Read more on MassPrivateI.

Come on students, try and keep up!
Pokémon Go is Literally Taking Over the World. Here’s What Marketers Can Keep in Mind
Pokémon Go launched a week ago.  That’s right- seven days.  And in that time, there have been more downloads of the game then of Snapchat.  According to an article on Forbes website, more people are using Pokémon Go than Instagram and Whatsapp.  People are knocking on strangers’ doors, taking impromptu trips, and allegedly, discovering dead bodies while playing the game.  In short: Pokémon Go is a global phenomenon, the likes of which we have not seen in some time.

The beginner’s guide to Pokémon Go: A FAQ on how to catch 'em all

Self-promotion is still marketing.  Don’t believe me?  Ask Donald Trump. 
Let Selena Gomez Help You Get Those Double-Taps: Her 7 Tips for Becoming the Most-Followed Person on Instagram
With 89.2 million followers, Selena Gomez is the most followed person on Instagram, trumping her BFF Taylor Swift by 4 million and her ex-boyfriend Justin Bieber by about 15 million.  Not to mention, she's also beat out all the selfie masters in the Kardashian/Jenner family.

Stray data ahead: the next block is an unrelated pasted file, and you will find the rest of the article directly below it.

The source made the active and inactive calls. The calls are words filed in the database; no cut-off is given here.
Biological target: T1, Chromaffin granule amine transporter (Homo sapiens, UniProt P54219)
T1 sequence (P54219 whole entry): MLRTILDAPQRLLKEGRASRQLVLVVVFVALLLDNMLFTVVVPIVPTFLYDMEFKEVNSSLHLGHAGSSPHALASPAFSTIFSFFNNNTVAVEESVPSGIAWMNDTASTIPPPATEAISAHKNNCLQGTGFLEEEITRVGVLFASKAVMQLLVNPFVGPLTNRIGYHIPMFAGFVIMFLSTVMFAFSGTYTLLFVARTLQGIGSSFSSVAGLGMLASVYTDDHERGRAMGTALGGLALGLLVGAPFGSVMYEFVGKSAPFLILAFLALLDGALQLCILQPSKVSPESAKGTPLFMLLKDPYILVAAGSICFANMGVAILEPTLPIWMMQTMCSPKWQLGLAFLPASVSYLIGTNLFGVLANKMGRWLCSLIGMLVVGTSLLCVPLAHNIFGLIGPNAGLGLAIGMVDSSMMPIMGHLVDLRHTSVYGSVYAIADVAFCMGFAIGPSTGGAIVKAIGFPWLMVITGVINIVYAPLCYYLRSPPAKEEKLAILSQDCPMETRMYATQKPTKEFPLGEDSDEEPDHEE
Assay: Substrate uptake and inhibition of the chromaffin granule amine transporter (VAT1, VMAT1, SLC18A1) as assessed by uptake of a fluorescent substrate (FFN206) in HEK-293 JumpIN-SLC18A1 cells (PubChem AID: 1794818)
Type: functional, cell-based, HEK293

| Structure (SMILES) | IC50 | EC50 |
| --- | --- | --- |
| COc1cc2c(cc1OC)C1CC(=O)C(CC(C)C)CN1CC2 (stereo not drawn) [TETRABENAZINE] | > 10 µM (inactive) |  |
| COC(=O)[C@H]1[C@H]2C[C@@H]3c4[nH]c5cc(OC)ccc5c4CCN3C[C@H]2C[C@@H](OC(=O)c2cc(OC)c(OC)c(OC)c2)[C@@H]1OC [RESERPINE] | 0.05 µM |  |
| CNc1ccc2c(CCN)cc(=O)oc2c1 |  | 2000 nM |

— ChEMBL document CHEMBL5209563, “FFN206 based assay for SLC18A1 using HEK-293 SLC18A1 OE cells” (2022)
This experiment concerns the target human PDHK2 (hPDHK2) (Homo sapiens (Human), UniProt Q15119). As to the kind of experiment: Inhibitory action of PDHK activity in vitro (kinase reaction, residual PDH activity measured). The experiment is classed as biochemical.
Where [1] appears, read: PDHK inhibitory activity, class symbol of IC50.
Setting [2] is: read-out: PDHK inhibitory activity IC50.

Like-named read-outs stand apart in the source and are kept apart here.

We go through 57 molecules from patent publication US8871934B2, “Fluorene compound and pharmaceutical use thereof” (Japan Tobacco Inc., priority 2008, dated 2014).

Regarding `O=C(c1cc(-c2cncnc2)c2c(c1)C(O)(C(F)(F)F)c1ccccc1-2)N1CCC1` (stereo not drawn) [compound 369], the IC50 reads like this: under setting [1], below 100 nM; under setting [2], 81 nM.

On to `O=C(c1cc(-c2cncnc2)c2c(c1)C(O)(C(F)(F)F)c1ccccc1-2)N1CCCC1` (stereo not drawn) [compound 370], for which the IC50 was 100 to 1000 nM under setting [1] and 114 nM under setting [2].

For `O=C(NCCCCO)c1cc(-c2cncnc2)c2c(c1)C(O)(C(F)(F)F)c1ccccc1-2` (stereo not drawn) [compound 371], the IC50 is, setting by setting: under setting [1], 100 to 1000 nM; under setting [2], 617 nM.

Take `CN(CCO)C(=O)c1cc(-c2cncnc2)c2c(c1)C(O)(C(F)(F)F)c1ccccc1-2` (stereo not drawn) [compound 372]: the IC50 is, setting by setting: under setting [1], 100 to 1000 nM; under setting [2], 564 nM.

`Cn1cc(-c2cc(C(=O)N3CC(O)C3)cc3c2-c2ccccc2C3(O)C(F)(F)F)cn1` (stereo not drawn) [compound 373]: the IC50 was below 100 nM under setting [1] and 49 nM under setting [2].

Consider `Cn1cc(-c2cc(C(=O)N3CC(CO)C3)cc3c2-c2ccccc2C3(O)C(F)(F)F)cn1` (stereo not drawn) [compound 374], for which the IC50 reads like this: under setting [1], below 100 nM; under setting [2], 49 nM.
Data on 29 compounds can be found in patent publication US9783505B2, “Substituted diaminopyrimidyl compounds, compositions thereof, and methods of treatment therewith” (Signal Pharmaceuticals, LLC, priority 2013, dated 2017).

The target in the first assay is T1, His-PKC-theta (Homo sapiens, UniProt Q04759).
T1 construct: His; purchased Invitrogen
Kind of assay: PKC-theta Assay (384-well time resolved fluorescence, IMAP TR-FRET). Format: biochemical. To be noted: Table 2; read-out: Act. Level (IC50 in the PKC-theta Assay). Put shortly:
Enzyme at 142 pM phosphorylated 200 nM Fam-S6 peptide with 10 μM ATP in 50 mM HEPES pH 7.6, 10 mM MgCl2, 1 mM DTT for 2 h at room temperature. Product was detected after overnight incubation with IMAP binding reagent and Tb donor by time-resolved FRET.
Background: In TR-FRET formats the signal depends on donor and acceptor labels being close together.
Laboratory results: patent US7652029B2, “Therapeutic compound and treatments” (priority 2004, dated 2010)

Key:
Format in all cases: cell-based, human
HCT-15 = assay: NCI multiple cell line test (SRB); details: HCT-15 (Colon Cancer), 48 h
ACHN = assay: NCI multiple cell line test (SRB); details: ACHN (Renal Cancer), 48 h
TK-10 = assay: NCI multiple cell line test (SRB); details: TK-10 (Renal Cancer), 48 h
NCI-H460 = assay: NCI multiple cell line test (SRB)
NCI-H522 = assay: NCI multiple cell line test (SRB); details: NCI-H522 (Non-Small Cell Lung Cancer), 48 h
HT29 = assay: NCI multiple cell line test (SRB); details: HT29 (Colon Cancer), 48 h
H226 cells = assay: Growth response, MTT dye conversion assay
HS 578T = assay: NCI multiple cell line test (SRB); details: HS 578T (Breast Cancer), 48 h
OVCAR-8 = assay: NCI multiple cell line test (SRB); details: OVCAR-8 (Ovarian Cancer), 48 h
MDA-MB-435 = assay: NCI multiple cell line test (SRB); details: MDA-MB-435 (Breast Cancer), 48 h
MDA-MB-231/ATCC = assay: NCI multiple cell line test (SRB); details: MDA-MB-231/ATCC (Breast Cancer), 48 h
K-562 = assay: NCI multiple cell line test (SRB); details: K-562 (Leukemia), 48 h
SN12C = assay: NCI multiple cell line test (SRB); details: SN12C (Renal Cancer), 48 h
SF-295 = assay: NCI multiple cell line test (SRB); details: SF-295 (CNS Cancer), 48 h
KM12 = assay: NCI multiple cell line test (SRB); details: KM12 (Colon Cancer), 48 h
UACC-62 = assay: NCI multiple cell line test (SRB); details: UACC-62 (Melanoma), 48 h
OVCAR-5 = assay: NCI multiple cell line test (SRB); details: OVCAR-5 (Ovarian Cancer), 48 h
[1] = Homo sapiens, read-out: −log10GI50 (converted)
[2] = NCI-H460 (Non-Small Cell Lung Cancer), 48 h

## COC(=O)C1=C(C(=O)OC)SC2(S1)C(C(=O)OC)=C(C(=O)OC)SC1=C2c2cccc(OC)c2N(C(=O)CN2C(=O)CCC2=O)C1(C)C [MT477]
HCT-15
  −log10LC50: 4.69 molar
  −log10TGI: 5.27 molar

So how did SelGo do it?  In an interview with The Hollywood Reporter, the singer admits she really didn't do much of anything at all—and that might just be the key to her success.
   With that being said, here are 7 tips she suggests for gaining a massive following:

Something to share with my students.  Just the math tips make it worthwhile.